|Publication number||US4373169 A|
|Application number||US 06/089,694|
|Publication date||Feb 8, 1983|
|Filing date||Oct 30, 1979|
|Priority date||Oct 30, 1979|
|Publication number||06089694, 089694, US 4373169 A, US 4373169A, US-A-4373169, US4373169 A, US4373169A|
|Inventors||John E. Burkam|
|Original Assignee||The Boeing Company|
|Export Citation||BiBTeX, EndNote, RefMan|
|Patent Citations (8), Referenced by (16), Classifications (12)|
|External Links: USPTO, USPTO Assignment, Espacenet|
The invention relates generally to a visual display system for vehicle operation simulators, and in particular to a visual display system for an aircraft flight simulator which provides a wide angle view of a terrain model.
Visual simulation for training aircraft pilots, automobile drivers, radar operators, and the like, is not new and closed-circuit television image generators for this purpose are also known. For a showing in the prior art of closed-circuit television image generators where the source of the image is a terrain model or models which are viewed by one or more television cameras, see U.S. Pat. No. 3,363,332, issued Jan. 16, 1968 to W. D. Akister et al. Such devices are superior to computer generated displays, for example, which require excessive amounts of core memory and lack details and realism. They are also superior to such previously proposed schemes as a point light source projecting a picture on the inside of a large sphere as the latter lacks variety of scenery and also sharpness and contrast. Still another system of the prior art involves projecting motion pictures onto a screen but these systems restrict the possible maneuvers to those of the aircraft which was used to take the pictures in the first place.
In the visual flight simulating system disclosed by U.S. Pat. No. 3,363,332, a wide angle field of vision is provided to the pilot by the use of two separate and complete image generating and projecting systems, both responsive to operation of aircraft controls by the pilot, for producing respective front and side visual displays. Thus, two optic systems and two terrain models simulating the same terrain are required, as well as two television cameras and receivers. Also, both of the terrain models, as well as the television cameras and associated optic systems, are moved to simulate movement of the aircraft.
It is an object of the invention to provide a wide angle image generating system of the closed-circuit television type for an aircraft flight simulator, in which a single terrain model is simultaneously scanned at different angles by a plurality of television cameras, vidicons or the equivalent, to produce on a like plurality of monitor screens within the cockpit of the aircraft flight simulator, a wide angle visual display which is both realistic and infinitely variable.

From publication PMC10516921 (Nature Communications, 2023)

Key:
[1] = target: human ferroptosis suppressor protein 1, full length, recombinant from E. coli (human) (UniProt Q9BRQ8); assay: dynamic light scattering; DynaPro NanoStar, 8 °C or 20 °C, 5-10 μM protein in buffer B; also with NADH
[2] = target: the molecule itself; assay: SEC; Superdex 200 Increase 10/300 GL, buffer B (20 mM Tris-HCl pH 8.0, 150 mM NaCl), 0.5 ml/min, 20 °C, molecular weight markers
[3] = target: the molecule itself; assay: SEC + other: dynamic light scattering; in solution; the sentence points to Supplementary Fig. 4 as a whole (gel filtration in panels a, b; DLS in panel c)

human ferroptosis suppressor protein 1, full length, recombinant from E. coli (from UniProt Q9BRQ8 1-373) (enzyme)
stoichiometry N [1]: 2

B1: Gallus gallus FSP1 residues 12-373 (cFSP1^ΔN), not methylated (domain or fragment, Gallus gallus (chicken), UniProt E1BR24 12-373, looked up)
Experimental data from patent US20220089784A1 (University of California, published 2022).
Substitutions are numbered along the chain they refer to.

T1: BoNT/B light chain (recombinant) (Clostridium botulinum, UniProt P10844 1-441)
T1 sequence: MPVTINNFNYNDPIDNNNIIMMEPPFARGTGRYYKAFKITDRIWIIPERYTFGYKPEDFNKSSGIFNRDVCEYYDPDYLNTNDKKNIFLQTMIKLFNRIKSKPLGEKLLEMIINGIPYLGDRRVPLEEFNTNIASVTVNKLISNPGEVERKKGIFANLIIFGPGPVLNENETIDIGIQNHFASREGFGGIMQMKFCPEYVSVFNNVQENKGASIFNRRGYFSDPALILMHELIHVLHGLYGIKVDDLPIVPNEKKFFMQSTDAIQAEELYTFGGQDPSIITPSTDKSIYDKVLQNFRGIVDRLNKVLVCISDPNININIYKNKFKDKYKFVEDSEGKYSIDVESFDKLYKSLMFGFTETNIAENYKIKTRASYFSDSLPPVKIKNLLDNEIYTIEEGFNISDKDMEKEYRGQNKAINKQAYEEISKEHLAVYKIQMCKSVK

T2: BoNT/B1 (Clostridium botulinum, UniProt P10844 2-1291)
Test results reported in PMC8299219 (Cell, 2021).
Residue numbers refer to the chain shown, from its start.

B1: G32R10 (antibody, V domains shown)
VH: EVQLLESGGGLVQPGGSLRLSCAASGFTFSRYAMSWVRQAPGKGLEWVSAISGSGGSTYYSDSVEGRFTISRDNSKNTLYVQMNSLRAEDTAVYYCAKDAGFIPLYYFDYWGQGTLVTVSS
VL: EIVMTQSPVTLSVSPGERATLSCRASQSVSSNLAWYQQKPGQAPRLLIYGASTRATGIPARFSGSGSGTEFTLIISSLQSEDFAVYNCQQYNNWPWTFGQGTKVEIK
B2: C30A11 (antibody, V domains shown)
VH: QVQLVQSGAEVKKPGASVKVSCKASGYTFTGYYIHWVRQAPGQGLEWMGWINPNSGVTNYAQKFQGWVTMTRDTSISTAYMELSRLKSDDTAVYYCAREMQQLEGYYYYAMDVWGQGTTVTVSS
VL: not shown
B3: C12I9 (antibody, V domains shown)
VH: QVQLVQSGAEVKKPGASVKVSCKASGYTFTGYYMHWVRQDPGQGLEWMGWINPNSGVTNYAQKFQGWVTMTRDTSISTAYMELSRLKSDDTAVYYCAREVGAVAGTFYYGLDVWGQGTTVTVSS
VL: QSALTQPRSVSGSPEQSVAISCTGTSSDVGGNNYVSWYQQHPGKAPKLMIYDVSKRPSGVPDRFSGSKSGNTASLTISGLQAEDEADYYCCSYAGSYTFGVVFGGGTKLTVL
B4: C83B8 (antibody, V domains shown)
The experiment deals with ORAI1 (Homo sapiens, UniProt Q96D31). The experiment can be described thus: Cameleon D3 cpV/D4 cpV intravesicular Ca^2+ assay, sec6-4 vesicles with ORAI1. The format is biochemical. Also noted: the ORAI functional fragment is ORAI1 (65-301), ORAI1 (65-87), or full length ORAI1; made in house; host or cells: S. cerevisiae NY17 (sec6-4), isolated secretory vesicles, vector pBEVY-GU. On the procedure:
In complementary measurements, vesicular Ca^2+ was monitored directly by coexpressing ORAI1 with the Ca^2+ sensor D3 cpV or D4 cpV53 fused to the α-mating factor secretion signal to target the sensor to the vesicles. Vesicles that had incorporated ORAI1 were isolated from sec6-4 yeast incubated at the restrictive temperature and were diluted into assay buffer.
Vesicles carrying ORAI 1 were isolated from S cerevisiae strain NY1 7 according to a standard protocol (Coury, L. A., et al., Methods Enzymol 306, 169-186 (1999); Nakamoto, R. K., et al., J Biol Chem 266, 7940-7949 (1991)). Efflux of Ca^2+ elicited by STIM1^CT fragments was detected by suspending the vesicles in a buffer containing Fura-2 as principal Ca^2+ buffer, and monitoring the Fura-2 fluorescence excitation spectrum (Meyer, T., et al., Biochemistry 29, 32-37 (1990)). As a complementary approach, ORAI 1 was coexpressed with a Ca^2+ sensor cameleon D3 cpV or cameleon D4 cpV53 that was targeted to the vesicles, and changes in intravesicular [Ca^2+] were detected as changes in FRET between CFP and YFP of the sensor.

It is another object of the invention to provide a multiple image generating system, as described above, in which a terrain model is simultaneously scanned by a plurality of television cameras through a single optical system.
It is a further object of the invention to provide a multiple image generating system, as described above, in which motions corresponding to roll, yaw, and pitch movements of the simulated aircraft are generated without movement of the scanning television camera.
The system of the present invention employs a plurality of vidicons which scan a wall-mounted terrain model through a single optical system arranged in a yaw tube, the position of which with respect to the model is under the control of the simulator operator as to heading, yaw, roll, and pitch. This produces a realistic visual display with a very wide field of view not achievable with the devices of the prior art, which can be used as an engineering tool for testing various aircraft control systems and control system gains.
The invention will be better understood, and further objects and advantages thereof will become more apparent from the ensuing detailed description of preferred embodiments taken in conjunction with the drawings.
FIG. 1 is a diagrammatic illustration of one embodiment of an optical system useful in practice of the present invention;
FIG. 2 is a perspective view of a typical arrangement of television monitor screens;
FIG. 3 is a block diagram showing the overall system;
FIG. 4 shows an alternative objective lens system; and
FIG. 5 shows an alternative embodiment of a portion of the system of FIG. 1.